FROM: U.S. DEPARTMENT OF STATE
El Salvador Independence Day
Hillary Rodham Clinton
Secretary of State
September 13, 2012
On behalf of President Obama and the people of the United States, I am delighted to send best wishes to the people of El Salvador as you celebrate your independence this September 15.
This is a time for Salvadorans across the globe to rejoice in your proud heritage and vibrant culture. With more than two and a half million Salvadorans living in the United States, the rich tapestry of Salvadoran culture is woven closely into American society. This year, on the 20th anniversary of the signing of the Chapultepec Accords, we can also reflect on the progress your nation has made in consolidating democracy and building a more secure and prosperous future.
The United States and El Salvador share a commitment to realizing your country's aspirations of inclusive economic growth, safe and resilient communities, and expanded opportunities, particularly for young people. The American people stand with you as partners and friends as you build a brighter future for generations of Salvadorans to come.
U.S.-EL SALVADOR RELATIONS
The United States established diplomatic relations with El Salvador in 1863 following its independence from Spain and the later dissolution of a federation of Central American states. Post-independence, the country saw a mix of revolutions, democracy, and a 1980-1992 civil war. The United States and El Salvador share a strong commitment to democracy, rule of law, and inclusive economic development. Ties are further enriched by 1.6 million Salvadorans who call the United States home.
El Salvador is a key partner in efforts to dampen the threats posed by transnational criminal organizations and gangs. The country has been a strong, durable partner on security and defense issues. However, endemic crime and impunity threaten El Salvador's progress by undermining the legitimacy of state institutions and impeding economic growth. U.S. policy toward El Salvador promotes the strengthening of El Salvador's democratic institutions, rule of law, judicial reform, national reconciliation and reconstruction, and economic opportunity and growth. Through the Partnership for Growth, the two countries are committed to working closely to boost economic prosperity and create a safer, more prosperous, and more democratic future for all their citizens.
U.S. Assistance to El Salvador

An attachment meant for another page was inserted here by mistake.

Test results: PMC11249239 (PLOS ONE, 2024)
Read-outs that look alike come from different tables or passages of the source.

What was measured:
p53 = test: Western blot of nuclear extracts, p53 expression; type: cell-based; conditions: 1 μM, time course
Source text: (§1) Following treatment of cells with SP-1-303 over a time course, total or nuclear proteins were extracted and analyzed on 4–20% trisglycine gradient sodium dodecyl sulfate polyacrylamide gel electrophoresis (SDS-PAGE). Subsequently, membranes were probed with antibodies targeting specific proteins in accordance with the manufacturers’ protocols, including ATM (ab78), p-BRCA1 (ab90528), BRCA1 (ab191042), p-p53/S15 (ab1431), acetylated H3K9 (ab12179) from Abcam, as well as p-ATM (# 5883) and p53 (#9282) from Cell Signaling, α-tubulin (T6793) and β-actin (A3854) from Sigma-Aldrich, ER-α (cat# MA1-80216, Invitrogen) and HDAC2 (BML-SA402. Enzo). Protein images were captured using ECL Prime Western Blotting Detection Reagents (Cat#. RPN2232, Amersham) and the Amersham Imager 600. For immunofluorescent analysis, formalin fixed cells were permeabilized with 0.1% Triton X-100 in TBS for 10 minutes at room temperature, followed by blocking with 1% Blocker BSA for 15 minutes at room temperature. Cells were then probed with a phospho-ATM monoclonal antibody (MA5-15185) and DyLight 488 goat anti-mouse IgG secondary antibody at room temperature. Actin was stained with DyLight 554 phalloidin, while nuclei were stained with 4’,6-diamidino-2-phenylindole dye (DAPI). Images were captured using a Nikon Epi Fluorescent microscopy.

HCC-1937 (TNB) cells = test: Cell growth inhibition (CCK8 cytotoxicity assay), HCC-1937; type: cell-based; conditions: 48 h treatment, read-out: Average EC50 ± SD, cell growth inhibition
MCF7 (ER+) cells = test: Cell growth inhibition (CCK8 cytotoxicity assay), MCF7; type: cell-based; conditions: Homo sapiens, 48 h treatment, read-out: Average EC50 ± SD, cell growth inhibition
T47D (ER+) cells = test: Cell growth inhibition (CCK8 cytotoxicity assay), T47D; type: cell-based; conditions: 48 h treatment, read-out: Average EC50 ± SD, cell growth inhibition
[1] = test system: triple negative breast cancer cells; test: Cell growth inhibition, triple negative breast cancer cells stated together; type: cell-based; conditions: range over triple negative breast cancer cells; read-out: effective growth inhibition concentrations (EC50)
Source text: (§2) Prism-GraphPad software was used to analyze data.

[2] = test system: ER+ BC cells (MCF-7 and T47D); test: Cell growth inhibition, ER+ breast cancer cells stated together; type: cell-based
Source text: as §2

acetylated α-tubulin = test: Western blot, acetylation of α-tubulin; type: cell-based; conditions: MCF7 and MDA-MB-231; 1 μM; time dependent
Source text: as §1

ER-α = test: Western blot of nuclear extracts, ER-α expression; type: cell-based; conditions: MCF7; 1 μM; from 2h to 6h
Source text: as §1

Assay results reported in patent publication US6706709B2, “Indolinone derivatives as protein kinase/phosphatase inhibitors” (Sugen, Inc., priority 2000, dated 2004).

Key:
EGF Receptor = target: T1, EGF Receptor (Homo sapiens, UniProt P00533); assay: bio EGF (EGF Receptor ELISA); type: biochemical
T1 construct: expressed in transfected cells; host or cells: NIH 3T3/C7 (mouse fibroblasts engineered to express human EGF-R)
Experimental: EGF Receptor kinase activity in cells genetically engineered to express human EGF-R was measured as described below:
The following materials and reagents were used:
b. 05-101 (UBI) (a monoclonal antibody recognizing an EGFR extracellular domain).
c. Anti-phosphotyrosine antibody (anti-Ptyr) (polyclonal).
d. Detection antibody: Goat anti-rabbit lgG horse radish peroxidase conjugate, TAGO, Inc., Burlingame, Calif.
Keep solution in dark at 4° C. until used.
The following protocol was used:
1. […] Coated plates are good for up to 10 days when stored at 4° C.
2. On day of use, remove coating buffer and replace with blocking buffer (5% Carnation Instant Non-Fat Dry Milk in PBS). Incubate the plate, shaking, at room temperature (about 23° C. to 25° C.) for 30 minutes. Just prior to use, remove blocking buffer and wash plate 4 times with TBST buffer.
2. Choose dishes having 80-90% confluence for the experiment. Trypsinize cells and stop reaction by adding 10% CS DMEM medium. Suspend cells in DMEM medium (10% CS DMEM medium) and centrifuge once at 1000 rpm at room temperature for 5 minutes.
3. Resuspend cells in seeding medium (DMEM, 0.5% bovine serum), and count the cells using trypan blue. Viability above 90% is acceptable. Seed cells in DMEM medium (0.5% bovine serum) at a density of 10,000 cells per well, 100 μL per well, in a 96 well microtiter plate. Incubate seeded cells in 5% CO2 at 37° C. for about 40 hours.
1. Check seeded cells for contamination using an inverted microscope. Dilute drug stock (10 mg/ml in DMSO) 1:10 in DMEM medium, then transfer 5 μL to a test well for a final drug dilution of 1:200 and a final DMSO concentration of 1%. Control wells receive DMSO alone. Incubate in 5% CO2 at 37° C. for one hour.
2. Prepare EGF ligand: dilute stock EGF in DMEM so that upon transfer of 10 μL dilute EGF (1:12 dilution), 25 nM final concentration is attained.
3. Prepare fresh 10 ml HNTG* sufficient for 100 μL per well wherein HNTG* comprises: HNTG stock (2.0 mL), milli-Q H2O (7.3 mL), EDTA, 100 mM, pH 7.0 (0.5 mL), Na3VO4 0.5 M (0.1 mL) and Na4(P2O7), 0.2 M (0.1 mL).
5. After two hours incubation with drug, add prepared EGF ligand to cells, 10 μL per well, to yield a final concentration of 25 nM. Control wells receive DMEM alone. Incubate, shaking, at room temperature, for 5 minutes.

El Salvador is one of four countries worldwide selected to participate in the Partnership for Growth initiative. A joint U.S.-El Salvador multidisciplinary team identified the two most critical constraints to economic growth: crime and insecurity; and low productivity in tradables. The governments of El Salvador and the United States subsequently identified 20 goals in a 5-year Joint Country Action Plan to work in partnership with local organizations, the private sector, and other donors. As part of this effort, the majority of U.S. assistance for El Salvador will be aligned to support of the Joint Country Action Plan.
Bilateral Economic Relations
The United States and El Salvador are parties to the U.S.-Central America-Dominican Republic Free Trade Agreement (CAFTA-DR), which aims to facilitate trade and investment and further regional integration by eliminating tariffs, opening markets, reducing barriers to services, and promoting transparency. CAFTA-DR contains a chapter on investment similar to a bilateral investment treaty with the United States. More than 300 U.S. companies have established either a permanent commercial presence in El Salvador or work through representative offices in the country. U.S. exports to El Salvador include agricultural products, oil, machinery, knit crocheted fabrics, and low-value and donated relief articles. U.S. imports from El Salvador include apparel, agricultural products, and gold. Remittances from Salvadorans working in the United States are an important source of income for many families in El Salvador.
El Salvador's Membership in International Organizations
El Salvador and the United States belong to a number of the same international organizations, including the United Nations, Organization of American States, International Monetary Fund, World Bank, Inter-American Development Bank, and World Trade Organization.